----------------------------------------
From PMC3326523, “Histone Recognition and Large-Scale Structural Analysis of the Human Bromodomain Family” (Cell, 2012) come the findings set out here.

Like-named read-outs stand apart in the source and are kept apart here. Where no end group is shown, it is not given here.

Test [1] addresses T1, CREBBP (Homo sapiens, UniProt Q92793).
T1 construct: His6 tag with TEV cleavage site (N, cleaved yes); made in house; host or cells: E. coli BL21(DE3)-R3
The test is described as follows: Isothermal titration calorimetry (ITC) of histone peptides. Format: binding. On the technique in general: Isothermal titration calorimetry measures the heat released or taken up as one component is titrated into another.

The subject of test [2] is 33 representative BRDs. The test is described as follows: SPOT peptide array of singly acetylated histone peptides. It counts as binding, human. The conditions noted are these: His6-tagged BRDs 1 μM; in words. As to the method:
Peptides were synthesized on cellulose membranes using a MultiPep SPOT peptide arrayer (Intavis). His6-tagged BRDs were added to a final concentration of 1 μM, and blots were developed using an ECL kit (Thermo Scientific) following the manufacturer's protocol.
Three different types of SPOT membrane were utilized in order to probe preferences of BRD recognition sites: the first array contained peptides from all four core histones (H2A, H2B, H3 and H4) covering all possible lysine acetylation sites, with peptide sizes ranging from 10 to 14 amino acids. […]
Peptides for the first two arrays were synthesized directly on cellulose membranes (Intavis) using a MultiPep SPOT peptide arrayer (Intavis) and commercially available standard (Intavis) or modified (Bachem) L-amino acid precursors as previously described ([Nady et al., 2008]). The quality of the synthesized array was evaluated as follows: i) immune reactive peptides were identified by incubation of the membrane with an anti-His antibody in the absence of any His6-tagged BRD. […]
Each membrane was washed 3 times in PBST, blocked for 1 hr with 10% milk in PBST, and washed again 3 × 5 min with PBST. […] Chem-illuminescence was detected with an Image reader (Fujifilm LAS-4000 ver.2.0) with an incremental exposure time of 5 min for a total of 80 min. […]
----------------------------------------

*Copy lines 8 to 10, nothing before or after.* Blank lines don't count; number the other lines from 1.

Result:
Three different types of SPOT membrane were utilized in order to probe preferences of BRD recognition sites: the first array contained peptides from all four core histones (H2A, H2B, H3 and H4) covering all possible lysine acetylation sites, with peptide sizes ranging from 10 to 14 amino acids. […]
Peptides for the first two arrays were synthesized directly on cellulose membranes (Intavis) using a MultiPep SPOT peptide arrayer (Intavis) and commercially available standard (Intavis) or modified (Bachem) L-amino acid precursors as previously described ([Nady et al., 2008]). The quality of the synthesized array was evaluated as follows: i) immune reactive peptides were identified by incubation of the membrane with an anti-His antibody in the absence of any His6-tagged BRD. […]
Each membrane was washed 3 times in PBST, blocked for 1 hr with 10% milk in PBST, and washed again 3 × 5 min with PBST. […] Chem-illuminescence was detected with an Image reader (Fujifilm LAS-4000 ver.2.0) with an incremental exposure time of 5 min for a total of 80 min. […]